The regulation of distribution utilities is evolving from the traditional approach based on a cost of service or rate of return remuneration, to a more competitive way of regulation based on incentives for improving efficiency, known as performance-based regulation or ratemaking (PBR). This type of regulation provides strong incentives to costs reduction. Most utility regulators have addressed the importance of retaining sufficient control on quality service levels provided by utilities in this new regulation framework. On the other hand, as society is becoming more sensitive to technical power quality problems, regulators try to introduce new concepts about electricity. The European Union (EU) Commission published a directive were electricity was explicitly considered as a “product”, with the same legal rights and duties than any other. The final aim of power quality regulation should be to control that distribution companies supply each customer the “electricity product” with the expected quality levels in relation with their global remuneration. In previous regulations, power quality was associated with planning practices. Networks were planned taking into account certain levels of expected power quality, and distribution companies were remunerated according with this criteria. In the same way that remuneration is changing to performance-based schemes, power quality regulation should too be based on real power quality provided by distribution companies. That is, power quality has to be measured, and distribution companies remuneration be affected by the results obtained. Spain has followed a similar evolution in its regulation framework and has design a power quality regulation published in 2000. This paper presents this regulation design and analyses how well it complies with the theoretical objectives. This will be done trying to understand the underlying concepts of the different regulatory mechanisms that have been implemented.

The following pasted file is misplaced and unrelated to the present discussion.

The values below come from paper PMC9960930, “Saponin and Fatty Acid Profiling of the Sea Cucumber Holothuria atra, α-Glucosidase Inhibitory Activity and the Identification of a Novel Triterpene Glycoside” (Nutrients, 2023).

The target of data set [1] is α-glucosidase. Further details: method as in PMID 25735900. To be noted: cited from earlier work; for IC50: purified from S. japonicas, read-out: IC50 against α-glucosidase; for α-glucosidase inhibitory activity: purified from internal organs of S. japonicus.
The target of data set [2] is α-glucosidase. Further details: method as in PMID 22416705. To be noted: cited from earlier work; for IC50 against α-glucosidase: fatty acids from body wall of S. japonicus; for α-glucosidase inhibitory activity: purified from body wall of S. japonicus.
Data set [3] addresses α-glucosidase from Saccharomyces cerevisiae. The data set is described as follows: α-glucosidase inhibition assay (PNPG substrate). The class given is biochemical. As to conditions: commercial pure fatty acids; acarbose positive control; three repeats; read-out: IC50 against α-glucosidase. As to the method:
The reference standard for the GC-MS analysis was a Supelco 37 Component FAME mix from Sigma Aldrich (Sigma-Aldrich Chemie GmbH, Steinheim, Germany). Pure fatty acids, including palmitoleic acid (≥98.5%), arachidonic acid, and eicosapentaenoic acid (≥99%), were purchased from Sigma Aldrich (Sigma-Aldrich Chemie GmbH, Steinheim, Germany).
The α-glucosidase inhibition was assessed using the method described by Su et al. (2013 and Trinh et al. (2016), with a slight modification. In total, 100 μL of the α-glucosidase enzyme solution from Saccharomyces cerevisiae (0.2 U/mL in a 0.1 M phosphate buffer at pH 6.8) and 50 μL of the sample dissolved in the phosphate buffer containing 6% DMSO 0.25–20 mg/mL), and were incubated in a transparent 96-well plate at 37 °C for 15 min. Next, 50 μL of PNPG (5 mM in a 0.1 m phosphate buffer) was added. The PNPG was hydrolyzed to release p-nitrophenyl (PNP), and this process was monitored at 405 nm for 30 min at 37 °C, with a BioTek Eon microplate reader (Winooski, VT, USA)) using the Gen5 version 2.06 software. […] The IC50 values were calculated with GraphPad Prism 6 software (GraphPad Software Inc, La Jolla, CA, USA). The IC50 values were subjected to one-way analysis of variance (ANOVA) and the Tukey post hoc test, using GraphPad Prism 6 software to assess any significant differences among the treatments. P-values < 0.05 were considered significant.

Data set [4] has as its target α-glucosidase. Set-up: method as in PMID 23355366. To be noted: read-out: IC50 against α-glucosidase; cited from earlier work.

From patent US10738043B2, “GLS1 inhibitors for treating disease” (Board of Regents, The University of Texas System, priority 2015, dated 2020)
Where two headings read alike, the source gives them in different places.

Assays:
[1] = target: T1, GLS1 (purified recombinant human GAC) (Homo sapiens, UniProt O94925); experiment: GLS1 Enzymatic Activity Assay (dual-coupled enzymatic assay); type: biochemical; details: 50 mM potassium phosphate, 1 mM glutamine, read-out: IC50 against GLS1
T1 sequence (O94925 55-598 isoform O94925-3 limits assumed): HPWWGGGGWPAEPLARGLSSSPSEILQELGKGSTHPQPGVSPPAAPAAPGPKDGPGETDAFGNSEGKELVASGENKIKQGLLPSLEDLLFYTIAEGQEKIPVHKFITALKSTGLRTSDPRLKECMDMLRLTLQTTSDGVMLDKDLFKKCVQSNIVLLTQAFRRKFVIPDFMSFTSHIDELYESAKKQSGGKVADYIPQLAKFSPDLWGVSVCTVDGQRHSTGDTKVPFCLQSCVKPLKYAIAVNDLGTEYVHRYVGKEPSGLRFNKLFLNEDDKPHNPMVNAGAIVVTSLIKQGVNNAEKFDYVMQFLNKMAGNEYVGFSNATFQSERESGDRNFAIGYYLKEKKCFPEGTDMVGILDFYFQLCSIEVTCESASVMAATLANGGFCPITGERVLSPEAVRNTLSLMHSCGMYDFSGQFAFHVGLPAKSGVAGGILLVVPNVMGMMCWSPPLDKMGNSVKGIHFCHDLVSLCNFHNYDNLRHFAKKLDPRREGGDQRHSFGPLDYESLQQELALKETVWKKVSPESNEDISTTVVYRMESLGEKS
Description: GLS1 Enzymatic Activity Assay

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Methods to Regulate Unbundled Transmission and Distribution Business on Electricity Markets - Proceedings of Market Design Conference 2003, pp. 29-38. Stockholm, Sweden. June 16-17, 2003
Published: June 2003.